German Club Fortuna Duesseldorf Plans Free Entry For Fans

German football club Fortuna Duesseldorf is planning to let fans attend games for free.

Duesseldorf, which currently plays in the second division, announced plans Wednesday for its “Fortuna for all” scheme that will grant free entry to league games starting on a test basis for at least three as-yet undetermined matches next season.

“We’re opening football for everyone. We’re going a whole new way,” Duesseldorf chief executive Alexander Jobst said. “Free entry means it applies to organized fan support. It applies to season ticket holders. It applies to regular or occasional visitors to the stadium. And it goes for away fans, too.”

Jobst said fans who wish to attend games will be able to register their interest through a digital platform. He also said the club will distribute income differently and “more transparently.”

“In addition to investing in professional football, in the future, we will use and promote 20% of the money for youngsters, girls’ and women’s football,” Jobst said. “We’ll be able to use 20% for digital infrastructure and infrastructure with possibilities for the stadium as well. And we will use 10% accordingly for social and sustainable projects as well as sport in our city.”

Duesseldorf chief financial officer Arnd Hovemann said the club has considered all the risks of the five-year project and that it has been financed already.

The club has discussed the scheme with sponsors and partners, and it is hoping more will see the benefits of increased access to fans. Fans are the priority for the club.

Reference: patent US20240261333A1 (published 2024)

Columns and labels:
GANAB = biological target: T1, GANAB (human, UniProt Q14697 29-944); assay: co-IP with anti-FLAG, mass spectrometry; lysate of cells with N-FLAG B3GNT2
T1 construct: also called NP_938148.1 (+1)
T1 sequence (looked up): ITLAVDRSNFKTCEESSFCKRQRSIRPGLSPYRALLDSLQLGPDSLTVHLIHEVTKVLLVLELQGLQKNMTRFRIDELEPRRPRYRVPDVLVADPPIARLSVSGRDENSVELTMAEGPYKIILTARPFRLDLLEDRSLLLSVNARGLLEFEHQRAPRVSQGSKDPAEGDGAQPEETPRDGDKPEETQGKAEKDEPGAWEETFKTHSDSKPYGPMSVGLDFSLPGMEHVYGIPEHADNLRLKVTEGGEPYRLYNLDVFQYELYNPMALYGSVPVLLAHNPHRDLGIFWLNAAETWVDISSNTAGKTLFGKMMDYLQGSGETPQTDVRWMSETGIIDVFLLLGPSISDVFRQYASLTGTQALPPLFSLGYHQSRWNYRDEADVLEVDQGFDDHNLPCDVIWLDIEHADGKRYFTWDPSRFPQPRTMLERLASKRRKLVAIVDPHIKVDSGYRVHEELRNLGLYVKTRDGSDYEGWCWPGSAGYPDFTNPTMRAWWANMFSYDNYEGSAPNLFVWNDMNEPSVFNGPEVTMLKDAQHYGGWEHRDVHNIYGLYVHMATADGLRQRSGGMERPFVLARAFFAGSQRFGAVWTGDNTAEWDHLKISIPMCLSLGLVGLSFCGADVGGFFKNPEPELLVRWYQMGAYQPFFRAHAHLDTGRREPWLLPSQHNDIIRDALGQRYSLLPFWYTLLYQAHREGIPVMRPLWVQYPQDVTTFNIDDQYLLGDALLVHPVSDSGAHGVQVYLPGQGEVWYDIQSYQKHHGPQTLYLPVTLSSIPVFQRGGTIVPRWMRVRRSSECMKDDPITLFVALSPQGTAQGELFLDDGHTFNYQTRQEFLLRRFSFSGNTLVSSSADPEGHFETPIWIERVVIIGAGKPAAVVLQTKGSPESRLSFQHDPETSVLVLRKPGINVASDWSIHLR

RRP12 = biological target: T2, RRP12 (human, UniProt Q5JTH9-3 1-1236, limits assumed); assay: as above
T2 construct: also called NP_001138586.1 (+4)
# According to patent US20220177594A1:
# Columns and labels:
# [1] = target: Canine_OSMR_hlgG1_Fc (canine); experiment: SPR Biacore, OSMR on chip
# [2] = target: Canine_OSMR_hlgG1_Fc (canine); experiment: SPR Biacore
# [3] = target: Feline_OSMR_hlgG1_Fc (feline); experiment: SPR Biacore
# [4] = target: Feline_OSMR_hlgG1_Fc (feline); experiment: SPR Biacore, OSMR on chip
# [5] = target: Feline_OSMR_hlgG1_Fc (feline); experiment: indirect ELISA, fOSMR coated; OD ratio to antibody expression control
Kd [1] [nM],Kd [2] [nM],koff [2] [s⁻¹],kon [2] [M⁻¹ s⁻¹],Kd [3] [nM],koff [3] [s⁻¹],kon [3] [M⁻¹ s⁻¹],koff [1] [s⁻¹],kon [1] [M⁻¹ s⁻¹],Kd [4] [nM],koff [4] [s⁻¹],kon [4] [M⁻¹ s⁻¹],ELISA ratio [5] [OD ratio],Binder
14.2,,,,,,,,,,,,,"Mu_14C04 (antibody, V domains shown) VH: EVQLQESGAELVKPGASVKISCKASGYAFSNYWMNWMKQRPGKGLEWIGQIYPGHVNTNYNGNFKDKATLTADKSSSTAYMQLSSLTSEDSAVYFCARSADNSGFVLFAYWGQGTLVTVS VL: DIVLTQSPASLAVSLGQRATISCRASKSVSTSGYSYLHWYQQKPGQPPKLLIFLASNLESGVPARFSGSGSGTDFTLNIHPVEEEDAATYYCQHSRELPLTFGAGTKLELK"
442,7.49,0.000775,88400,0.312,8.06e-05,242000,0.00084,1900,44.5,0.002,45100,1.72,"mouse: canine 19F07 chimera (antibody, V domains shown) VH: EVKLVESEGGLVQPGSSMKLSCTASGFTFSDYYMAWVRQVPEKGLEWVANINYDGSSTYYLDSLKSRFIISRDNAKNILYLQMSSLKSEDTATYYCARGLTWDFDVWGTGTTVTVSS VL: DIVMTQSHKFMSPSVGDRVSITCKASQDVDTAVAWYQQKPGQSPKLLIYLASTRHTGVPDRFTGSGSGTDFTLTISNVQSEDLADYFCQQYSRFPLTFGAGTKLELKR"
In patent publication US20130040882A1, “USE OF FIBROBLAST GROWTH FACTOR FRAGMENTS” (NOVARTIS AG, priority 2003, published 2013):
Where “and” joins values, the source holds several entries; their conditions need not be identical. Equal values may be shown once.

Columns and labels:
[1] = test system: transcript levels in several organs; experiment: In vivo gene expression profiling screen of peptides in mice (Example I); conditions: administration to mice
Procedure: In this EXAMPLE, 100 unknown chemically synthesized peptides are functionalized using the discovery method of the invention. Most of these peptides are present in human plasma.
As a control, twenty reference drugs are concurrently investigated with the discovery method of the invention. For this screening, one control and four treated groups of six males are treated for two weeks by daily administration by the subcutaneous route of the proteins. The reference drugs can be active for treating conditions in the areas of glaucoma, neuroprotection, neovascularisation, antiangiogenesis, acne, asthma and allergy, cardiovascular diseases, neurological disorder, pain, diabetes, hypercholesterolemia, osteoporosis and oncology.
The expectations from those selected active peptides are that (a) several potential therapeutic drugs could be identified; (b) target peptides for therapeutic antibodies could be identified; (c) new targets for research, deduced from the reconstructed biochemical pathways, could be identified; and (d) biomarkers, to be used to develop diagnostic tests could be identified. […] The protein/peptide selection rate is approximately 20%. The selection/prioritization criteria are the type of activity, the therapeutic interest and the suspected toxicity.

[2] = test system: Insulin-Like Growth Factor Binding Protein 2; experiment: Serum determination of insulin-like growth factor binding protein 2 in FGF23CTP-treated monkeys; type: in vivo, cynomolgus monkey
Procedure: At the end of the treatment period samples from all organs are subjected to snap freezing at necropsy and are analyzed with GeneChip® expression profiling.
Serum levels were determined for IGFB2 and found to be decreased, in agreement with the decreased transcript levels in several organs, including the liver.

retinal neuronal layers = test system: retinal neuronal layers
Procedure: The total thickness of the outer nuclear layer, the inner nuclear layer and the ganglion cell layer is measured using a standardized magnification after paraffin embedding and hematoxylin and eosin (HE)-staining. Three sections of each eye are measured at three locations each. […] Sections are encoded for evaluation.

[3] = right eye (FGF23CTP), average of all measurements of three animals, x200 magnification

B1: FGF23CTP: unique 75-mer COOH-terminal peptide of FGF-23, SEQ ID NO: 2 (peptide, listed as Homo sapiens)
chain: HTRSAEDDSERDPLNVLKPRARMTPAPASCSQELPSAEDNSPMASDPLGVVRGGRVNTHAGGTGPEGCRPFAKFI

“Fortuna Duesseldorf is and will remain an association. This is non-negotiable for us. We are a traditional club, and this club belongs to its fans and its members,” Jobst said. “That’s what we’ve oriented ourselves toward and a long-term concept for everyone to shape it accordingly for the fans.”

Jobst said the club wants to play regularly in the Bundesliga. The team coached by Daniel Thioune is currently sixth in the second division with a slim chance of clinching promotion this season.

Duesseldorf was relegated from the Bundesliga in 2020, two years after gaining promotion as second-division champion. The club was German champion in 1933, twice second-division champion (1989, 2018) and won the German Cup in 1979 and 1980.

Jobst hopes that eventually, all home games will be free for fans, though the time frame depends on other income sources.

“As we gain more partners, we’ll have the opportunity to gradually replace ticketing,” Jobst said. “I can’t predict 100% how long it will take us.”

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